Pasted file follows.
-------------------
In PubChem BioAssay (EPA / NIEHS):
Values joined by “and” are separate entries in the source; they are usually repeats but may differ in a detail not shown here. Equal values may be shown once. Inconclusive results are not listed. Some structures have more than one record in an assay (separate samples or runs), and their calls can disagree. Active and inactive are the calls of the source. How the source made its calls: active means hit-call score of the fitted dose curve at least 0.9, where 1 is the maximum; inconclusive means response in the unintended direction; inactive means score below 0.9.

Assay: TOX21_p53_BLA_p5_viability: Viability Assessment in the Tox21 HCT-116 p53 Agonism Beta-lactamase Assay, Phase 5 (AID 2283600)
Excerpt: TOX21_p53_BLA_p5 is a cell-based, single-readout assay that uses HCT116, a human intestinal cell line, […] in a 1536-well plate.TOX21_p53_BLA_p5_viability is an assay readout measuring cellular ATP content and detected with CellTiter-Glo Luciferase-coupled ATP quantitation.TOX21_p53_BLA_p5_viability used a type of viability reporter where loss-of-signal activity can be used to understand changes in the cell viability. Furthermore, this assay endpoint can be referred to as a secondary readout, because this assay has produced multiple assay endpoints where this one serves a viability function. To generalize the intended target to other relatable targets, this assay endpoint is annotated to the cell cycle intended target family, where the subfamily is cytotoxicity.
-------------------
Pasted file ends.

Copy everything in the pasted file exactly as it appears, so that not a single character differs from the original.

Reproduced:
In PubChem BioAssay (EPA / NIEHS):
Values joined by “and” are separate entries in the source; they are usually repeats but may differ in a detail not shown here. Equal values may be shown once. Inconclusive results are not listed. Some structures have more than one record in an assay (separate samples or runs), and their calls can disagree. Active and inactive are the calls of the source. How the source made its calls: active means hit-call score of the fitted dose curve at least 0.9, where 1 is the maximum; inconclusive means response in the unintended direction; inactive means score below 0.9.

Assay: TOX21_p53_BLA_p5_viability: Viability Assessment in the Tox21 HCT-116 p53 Agonism Beta-lactamase Assay, Phase 5 (AID 2283600)
Excerpt: TOX21_p53_BLA_p5 is a cell-based, single-readout assay that uses HCT116, a human intestinal cell line, […] in a 1536-well plate.TOX21_p53_BLA_p5_viability is an assay readout measuring cellular ATP content and detected with CellTiter-Glo Luciferase-coupled ATP quantitation.TOX21_p53_BLA_p5_viability used a type of viability reporter where loss-of-signal activity can be used to understand changes in the cell viability. Furthermore, this assay endpoint can be referred to as a secondary readout, because this assay has produced multiple assay endpoints where this one serves a viability function. To generalize the intended target to other relatable targets, this assay endpoint is annotated to the cell cycle intended target family, where the subfamily is cytotoxicity.